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Christine (1983)

Updated: Oct 26, 2021


Christine DVD Cover

After The Thing flopped in 1982, John Carpenter lost his next gig which was meant to be Firestarter, but instead he picked up a director-for-hire job on another King book, the killer car tale, Christine. But this film is no middling effort from a slumming director. At this point in his career, Carpenter arguably couldn’t have made a bad film if he tried, and something about the match between material and filmmaker just works perfectly.


Californian teen Arnie Cunningham (a fantastic Keith Gordon) is a slightly nerdy kid who spies an old car in a lot and decides to make it his first car, against the advice of everyone around him. He strikes a deal with the cantankerous mechanic to do some odd jobs in exchange for tools & parts. Before long (as in, no time at all) Christine is somehow returned to her former glory and soon after the killing starts, from the school bullies (an even nastier bunch than those in Carrie and featuring a 30-year-old Travolta lookalike playing a 17-year-old) to poor old Darnell the mechanic.

Despite taking the job for a pay-check, Christine ended up being one of Carpenter’s most heartfelt films—with the downward spiral of teen Arnie Cunningham from friendly nerd to selfish leather jacket-wearing greaser feeling tragically plausible. It’s also his most beautiful looking film, with Donald M Morgan’s stunning cinematography painting the screen in soft light and pitch-black shadows. Then there is the marvel that is Christine herself, a gorgeous red 1958 Plymouth Fury. The titular car is so beautifully and lovingly rendered on film, it’s easy to see why Arnie falls in love with her over his actual girlfriend Leigh and shuts out his best friend Dennis.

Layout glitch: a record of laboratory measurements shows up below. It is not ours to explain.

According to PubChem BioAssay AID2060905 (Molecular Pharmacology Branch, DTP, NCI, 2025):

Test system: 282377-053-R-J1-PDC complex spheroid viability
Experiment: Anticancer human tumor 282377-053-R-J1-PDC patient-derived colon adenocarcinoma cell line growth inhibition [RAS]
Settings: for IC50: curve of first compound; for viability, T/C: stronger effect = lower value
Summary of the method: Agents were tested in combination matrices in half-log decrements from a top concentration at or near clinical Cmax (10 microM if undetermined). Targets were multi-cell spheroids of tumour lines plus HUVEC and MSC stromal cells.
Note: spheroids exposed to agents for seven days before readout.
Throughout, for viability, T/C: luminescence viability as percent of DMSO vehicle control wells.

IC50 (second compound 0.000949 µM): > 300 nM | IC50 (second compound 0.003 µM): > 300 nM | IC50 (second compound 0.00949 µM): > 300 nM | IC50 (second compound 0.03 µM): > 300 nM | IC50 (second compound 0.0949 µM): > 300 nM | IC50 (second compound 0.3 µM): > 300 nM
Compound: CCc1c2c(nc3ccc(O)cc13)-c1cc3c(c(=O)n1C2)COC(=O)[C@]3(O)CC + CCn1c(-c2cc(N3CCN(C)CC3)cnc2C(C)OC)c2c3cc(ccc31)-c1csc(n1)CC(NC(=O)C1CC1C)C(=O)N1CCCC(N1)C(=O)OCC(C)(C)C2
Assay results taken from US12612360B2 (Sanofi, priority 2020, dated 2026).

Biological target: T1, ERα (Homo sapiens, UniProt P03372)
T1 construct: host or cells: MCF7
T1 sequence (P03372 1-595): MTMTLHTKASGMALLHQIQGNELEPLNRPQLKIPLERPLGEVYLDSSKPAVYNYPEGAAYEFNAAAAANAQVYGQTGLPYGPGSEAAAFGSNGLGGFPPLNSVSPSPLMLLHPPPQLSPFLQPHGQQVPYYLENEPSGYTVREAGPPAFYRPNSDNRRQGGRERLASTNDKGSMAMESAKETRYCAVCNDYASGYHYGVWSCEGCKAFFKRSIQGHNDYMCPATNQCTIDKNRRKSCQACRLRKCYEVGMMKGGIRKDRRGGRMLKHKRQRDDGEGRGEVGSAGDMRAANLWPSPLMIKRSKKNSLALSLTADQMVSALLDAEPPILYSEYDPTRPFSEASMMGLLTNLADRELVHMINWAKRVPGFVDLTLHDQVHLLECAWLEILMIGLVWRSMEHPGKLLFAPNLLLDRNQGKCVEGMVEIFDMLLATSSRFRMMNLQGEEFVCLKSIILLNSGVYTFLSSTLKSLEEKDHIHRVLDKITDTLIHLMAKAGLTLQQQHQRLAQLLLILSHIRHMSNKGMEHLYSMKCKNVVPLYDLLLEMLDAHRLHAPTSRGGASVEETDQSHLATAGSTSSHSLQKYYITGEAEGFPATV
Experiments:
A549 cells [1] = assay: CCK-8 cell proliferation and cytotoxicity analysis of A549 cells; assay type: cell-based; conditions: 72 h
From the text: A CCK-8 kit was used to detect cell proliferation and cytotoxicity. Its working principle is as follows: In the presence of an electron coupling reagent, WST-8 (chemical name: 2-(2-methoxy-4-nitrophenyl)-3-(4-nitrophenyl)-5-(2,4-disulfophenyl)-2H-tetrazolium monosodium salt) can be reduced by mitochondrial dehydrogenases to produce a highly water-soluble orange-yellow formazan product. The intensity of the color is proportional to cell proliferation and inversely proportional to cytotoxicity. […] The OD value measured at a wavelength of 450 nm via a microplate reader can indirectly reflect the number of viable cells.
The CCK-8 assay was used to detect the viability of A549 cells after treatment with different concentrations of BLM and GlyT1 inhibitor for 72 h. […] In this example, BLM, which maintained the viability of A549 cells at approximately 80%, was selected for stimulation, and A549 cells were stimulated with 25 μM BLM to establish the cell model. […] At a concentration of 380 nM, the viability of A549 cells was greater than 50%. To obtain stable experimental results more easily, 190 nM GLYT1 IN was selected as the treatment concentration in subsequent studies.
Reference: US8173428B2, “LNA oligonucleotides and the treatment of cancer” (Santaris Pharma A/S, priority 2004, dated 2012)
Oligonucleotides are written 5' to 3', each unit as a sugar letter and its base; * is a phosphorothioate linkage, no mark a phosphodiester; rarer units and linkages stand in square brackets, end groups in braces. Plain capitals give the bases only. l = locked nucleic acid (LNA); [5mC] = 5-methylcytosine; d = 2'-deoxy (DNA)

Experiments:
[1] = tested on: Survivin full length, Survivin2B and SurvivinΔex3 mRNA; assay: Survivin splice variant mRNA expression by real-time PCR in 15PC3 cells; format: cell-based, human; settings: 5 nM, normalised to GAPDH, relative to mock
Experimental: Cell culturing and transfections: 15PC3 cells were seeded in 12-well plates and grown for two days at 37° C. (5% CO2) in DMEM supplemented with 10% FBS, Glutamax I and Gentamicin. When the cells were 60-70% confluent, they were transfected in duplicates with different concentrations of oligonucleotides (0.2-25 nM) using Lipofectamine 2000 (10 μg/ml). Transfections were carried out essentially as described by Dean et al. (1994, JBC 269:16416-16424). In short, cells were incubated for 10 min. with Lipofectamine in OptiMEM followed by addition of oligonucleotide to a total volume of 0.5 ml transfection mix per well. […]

Carpenter was also an inspired choice for making the car an actual character. Through her radio song choices to headlights and later, when she is on fire chasing the head bully down, the car is a fully-fledged character, both jealous of Archie’s friends and vengeful against his enemies. I can’t imagine many directors being able to pull off such a feat without it looking silly, but it works fantastically well here and helps elevate Christine to the top tier of King adaptations.


4.5 exploding gas stations out of 5.

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